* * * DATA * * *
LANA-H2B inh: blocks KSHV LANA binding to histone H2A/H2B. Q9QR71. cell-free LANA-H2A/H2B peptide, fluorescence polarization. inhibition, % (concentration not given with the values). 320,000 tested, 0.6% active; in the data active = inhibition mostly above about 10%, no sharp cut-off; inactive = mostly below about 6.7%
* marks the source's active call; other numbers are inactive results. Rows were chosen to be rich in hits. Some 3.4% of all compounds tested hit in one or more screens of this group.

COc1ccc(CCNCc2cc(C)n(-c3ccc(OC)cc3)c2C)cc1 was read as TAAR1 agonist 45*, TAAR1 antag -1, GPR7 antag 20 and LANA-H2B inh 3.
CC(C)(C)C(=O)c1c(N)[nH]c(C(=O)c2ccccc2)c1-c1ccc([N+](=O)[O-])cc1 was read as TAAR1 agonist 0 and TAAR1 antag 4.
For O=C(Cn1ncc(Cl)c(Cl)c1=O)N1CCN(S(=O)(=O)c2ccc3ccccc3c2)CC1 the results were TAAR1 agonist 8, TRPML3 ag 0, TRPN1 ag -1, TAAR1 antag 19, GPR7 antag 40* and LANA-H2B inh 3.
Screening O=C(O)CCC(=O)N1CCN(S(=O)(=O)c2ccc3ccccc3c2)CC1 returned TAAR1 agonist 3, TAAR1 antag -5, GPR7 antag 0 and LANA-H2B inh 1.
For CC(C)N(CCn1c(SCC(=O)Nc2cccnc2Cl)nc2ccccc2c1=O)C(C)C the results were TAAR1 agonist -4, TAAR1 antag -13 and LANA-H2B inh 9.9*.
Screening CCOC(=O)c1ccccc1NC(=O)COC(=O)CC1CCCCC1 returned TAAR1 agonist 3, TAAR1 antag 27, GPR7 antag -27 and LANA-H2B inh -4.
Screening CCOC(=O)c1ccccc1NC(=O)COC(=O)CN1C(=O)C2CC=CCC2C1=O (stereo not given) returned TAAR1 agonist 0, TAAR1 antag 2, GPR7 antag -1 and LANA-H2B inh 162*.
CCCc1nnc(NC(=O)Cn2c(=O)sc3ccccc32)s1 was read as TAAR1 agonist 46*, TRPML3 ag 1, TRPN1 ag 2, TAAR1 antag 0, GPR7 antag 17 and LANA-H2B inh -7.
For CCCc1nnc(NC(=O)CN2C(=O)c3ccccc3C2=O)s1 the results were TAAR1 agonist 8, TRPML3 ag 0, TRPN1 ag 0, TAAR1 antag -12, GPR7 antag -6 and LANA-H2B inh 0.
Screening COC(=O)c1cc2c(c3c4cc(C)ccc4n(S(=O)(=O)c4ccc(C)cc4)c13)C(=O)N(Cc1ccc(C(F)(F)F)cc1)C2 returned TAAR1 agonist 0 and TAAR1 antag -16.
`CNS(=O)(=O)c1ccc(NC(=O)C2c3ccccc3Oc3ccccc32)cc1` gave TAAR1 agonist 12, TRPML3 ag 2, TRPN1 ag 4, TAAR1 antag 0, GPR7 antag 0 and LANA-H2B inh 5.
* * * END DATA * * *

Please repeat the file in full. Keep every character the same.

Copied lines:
LANA-H2B inh: blocks KSHV LANA binding to histone H2A/H2B. Q9QR71. cell-free LANA-H2A/H2B peptide, fluorescence polarization. inhibition, % (concentration not given with the values). 320,000 tested, 0.6% active; in the data active = inhibition mostly above about 10%, no sharp cut-off; inactive = mostly below about 6.7%
* marks the source's active call; other numbers are inactive results. Rows were chosen to be rich in hits. Some 3.4% of all compounds tested hit in one or more screens of this group.

COc1ccc(CCNCc2cc(C)n(-c3ccc(OC)cc3)c2C)cc1 was read as TAAR1 agonist 45*, TAAR1 antag -1, GPR7 antag 20 and LANA-H2B inh 3.
CC(C)(C)C(=O)c1c(N)[nH]c(C(=O)c2ccccc2)c1-c1ccc([N+](=O)[O-])cc1 was read as TAAR1 agonist 0 and TAAR1 antag 4.
For O=C(Cn1ncc(Cl)c(Cl)c1=O)N1CCN(S(=O)(=O)c2ccc3ccccc3c2)CC1 the results were TAAR1 agonist 8, TRPML3 ag 0, TRPN1 ag -1, TAAR1 antag 19, GPR7 antag 40* and LANA-H2B inh 3.
Screening O=C(O)CCC(=O)N1CCN(S(=O)(=O)c2ccc3ccccc3c2)CC1 returned TAAR1 agonist 3, TAAR1 antag -5, GPR7 antag 0 and LANA-H2B inh 1.
For CC(C)N(CCn1c(SCC(=O)Nc2cccnc2Cl)nc2ccccc2c1=O)C(C)C the results were TAAR1 agonist -4, TAAR1 antag -13 and LANA-H2B inh 9.9*.
Screening CCOC(=O)c1ccccc1NC(=O)COC(=O)CC1CCCCC1 returned TAAR1 agonist 3, TAAR1 antag 27, GPR7 antag -27 and LANA-H2B inh -4.
Screening CCOC(=O)c1ccccc1NC(=O)COC(=O)CN1C(=O)C2CC=CCC2C1=O (stereo not given) returned TAAR1 agonist 0, TAAR1 antag 2, GPR7 antag -1 and LANA-H2B inh 162*.
CCCc1nnc(NC(=O)Cn2c(=O)sc3ccccc32)s1 was read as TAAR1 agonist 46*, TRPML3 ag 1, TRPN1 ag 2, TAAR1 antag 0, GPR7 antag 17 and LANA-H2B inh -7.
For CCCc1nnc(NC(=O)CN2C(=O)c3ccccc3C2=O)s1 the results were TAAR1 agonist 8, TRPML3 ag 0, TRPN1 ag 0, TAAR1 antag -12, GPR7 antag -6 and LANA-H2B inh 0.
Screening COC(=O)c1cc2c(c3c4cc(C)ccc4n(S(=O)(=O)c4ccc(C)cc4)c13)C(=O)N(Cc1ccc(C(F)(F)F)cc1)C2 returned TAAR1 agonist 0 and TAAR1 antag -16.
`CNS(=O)(=O)c1ccc(NC(=O)C2c3ccccc3Oc3ccccc32)cc1` gave TAAR1 agonist 12, TRPML3 ag 2, TRPN1 ag 4, TAAR1 antag 0, GPR7 antag 0 and LANA-H2B inh 5.